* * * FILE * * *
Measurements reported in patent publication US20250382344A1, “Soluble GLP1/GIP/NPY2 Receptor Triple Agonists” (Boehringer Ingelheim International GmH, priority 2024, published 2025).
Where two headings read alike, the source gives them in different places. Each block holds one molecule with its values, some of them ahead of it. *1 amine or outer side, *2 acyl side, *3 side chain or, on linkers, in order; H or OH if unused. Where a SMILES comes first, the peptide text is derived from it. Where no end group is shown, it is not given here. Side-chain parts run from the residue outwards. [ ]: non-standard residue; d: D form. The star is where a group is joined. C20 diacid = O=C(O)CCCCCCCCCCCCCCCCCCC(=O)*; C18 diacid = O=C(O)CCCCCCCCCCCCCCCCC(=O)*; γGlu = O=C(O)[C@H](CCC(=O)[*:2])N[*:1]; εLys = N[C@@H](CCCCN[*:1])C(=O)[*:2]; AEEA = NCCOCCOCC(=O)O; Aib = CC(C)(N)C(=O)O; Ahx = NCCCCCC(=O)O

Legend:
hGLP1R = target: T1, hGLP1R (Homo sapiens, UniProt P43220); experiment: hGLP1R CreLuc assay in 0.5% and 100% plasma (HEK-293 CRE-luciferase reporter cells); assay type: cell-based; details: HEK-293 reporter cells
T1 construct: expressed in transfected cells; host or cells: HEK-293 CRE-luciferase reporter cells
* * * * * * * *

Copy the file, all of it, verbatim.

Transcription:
Measurements reported in patent publication US20250382344A1, “Soluble GLP1/GIP/NPY2 Receptor Triple Agonists” (Boehringer Ingelheim International GmH, priority 2024, published 2025).
Where two headings read alike, the source gives them in different places. Each block holds one molecule with its values, some of them ahead of it. *1 amine or outer side, *2 acyl side, *3 side chain or, on linkers, in order; H or OH if unused. Where a SMILES comes first, the peptide text is derived from it. Where no end group is shown, it is not given here. Side-chain parts run from the residue outwards. [ ]: non-standard residue; d: D form. The star is where a group is joined. C20 diacid = O=C(O)CCCCCCCCCCCCCCCCCCC(=O)*; C18 diacid = O=C(O)CCCCCCCCCCCCCCCCC(=O)*; γGlu = O=C(O)[C@H](CCC(=O)[*:2])N[*:1]; εLys = N[C@@H](CCCCN[*:1])C(=O)[*:2]; AEEA = NCCOCCOCC(=O)O; Aib = CC(C)(N)C(=O)O; Ahx = NCCCCCC(=O)O

Legend:
hGLP1R = target: T1, hGLP1R (Homo sapiens, UniProt P43220); experiment: hGLP1R CreLuc assay in 0.5% and 100% plasma (HEK-293 CRE-luciferase reporter cells); assay type: cell-based; details: HEK-293 reporter cells
T1 construct: expressed in transfected cells; host or cells: HEK-293 CRE-luciferase reporter cells